It’s no secret that in the last few weeks the yoga community has been rocked with controversy surrounding the Anusara goings on. We were lucky enough to also snag Bernadette Birney, former Anusara teacher, last week. She talked with us about how the yoga community must stand strong while all the details are sorted out. She believes Anusara is much more than just one person; it’s an entire community of talented and caring people, and they all need to stand together.
Bernadette’s Three Pronged Approach to Moving Forward:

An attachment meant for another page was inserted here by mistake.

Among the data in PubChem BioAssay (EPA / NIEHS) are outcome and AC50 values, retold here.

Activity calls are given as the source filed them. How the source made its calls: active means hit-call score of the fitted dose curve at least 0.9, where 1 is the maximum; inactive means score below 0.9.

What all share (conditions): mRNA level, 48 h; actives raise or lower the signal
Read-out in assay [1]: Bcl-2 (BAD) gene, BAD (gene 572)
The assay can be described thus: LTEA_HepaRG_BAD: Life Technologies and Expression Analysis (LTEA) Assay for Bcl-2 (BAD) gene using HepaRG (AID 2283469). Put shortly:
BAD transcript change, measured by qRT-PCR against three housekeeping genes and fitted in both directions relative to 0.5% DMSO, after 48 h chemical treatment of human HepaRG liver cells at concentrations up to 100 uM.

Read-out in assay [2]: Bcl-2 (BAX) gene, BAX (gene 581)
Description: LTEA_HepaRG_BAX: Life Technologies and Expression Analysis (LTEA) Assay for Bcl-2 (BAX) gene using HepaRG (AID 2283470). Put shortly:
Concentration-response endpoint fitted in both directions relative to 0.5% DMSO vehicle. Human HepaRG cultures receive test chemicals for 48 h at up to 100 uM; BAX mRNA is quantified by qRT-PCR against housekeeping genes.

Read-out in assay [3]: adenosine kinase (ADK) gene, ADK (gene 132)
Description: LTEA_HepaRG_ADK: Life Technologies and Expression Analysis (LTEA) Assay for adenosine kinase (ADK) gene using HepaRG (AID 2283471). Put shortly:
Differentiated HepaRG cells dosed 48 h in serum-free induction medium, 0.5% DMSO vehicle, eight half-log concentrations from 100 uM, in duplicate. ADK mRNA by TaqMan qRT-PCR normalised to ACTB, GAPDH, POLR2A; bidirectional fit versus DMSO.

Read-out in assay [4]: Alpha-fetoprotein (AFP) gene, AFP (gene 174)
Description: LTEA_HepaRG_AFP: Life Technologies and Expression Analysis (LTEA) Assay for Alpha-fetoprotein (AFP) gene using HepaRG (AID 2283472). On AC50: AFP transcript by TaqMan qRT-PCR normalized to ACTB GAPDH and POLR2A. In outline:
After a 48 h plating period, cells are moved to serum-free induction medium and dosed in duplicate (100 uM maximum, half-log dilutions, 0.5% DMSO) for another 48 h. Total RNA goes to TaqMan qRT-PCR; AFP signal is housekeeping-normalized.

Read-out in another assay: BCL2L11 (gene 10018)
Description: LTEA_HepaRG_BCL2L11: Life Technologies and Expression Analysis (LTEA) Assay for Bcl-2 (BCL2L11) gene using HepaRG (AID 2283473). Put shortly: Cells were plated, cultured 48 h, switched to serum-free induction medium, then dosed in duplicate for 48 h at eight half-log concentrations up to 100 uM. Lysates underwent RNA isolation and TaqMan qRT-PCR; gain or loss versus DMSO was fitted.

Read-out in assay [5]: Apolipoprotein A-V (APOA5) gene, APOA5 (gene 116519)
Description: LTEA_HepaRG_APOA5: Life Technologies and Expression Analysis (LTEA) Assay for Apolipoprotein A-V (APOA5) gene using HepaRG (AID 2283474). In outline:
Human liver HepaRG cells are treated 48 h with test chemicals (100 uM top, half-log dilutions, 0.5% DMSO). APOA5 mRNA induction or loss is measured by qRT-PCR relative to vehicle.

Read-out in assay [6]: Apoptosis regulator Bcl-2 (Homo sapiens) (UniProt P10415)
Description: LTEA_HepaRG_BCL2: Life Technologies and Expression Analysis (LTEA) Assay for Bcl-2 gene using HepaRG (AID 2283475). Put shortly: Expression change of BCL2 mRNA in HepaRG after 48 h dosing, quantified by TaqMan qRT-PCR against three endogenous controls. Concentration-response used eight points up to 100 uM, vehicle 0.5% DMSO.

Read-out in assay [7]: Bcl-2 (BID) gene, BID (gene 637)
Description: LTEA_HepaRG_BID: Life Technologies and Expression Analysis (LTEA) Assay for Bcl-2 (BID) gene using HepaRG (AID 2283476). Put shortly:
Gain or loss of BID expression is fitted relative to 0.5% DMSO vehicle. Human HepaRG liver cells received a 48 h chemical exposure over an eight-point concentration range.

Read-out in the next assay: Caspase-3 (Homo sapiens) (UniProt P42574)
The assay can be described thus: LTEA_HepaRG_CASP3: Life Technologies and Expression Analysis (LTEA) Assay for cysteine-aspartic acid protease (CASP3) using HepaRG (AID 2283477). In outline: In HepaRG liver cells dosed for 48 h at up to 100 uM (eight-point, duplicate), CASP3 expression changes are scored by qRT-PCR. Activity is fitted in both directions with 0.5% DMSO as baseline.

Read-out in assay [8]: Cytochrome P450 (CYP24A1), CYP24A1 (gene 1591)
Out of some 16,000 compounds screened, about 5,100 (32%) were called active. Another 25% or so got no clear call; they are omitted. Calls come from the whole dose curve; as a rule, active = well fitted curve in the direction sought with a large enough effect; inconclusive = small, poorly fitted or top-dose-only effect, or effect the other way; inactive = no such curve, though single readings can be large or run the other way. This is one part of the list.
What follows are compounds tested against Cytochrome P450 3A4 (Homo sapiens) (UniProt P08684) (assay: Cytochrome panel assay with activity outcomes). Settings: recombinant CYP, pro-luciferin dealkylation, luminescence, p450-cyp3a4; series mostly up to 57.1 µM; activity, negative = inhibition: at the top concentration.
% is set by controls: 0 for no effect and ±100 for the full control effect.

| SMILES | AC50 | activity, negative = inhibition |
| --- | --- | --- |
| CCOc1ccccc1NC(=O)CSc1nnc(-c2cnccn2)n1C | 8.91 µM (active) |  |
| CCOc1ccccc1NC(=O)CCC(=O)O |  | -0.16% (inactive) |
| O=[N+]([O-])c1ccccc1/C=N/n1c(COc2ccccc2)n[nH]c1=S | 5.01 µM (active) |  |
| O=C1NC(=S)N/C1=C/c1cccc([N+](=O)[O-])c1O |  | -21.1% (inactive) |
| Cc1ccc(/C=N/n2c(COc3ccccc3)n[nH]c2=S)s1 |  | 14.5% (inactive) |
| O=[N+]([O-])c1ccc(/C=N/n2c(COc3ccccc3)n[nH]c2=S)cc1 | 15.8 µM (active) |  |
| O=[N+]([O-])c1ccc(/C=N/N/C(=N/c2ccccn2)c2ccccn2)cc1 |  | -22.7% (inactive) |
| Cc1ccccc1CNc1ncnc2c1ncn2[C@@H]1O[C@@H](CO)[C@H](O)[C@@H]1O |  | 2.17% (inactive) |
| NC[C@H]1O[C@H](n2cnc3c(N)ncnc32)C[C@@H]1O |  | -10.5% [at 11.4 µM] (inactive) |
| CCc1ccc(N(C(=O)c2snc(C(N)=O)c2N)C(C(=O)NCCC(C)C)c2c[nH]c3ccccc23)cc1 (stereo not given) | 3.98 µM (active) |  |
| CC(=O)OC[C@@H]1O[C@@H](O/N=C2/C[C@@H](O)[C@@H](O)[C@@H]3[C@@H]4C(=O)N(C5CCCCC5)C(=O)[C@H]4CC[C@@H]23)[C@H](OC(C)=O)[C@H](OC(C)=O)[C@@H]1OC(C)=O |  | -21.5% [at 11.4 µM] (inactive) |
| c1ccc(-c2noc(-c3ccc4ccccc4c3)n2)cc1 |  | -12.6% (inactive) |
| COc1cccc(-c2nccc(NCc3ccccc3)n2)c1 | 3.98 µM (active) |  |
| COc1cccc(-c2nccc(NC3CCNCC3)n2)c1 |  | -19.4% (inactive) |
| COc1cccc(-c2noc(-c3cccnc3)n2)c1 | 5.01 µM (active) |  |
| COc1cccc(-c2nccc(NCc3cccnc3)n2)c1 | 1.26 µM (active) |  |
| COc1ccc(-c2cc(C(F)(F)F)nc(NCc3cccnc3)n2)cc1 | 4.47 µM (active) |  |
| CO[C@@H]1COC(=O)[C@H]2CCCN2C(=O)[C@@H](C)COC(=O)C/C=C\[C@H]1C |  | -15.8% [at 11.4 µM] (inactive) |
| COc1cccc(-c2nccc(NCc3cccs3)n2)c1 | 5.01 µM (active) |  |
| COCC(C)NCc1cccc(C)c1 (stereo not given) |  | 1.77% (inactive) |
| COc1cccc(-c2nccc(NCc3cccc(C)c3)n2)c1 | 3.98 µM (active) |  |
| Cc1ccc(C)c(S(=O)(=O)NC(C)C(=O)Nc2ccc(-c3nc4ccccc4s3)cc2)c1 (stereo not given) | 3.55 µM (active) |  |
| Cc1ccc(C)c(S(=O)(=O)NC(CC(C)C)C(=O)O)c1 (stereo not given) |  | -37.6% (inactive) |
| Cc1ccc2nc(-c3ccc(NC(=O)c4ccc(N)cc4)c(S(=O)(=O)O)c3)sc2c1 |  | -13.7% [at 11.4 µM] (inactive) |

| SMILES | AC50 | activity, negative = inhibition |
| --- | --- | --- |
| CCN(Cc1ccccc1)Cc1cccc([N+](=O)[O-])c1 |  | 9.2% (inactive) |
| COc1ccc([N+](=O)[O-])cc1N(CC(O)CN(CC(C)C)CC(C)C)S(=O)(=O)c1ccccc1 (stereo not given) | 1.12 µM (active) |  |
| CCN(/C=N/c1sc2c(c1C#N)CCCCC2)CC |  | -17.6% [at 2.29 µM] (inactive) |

- Honesty-you can’t go wrong with honesty and you can’t indulge the urge to make people feel better by making the facts sound nicer than they are.
- Hold space for people’s reactions to be what they are. People might be really pissed off and really hurt. They might really feel like the carpet has been yanked out from under them and that has to be ok.
- Turn to your practice more than ever. Get on your yoga mat as part of the community.
To listen to the entire show, please click here.
This article was lovingly assembled and transcribed by #WIMG’s Incredible Intern, Social Media Maven, and Radio Broadcast Expert Jennifer Cusano. Check out more of Jenn’s exceptionally skillful work and wordsmithery on Here Women Talk, elephant journal, and LinkedIn.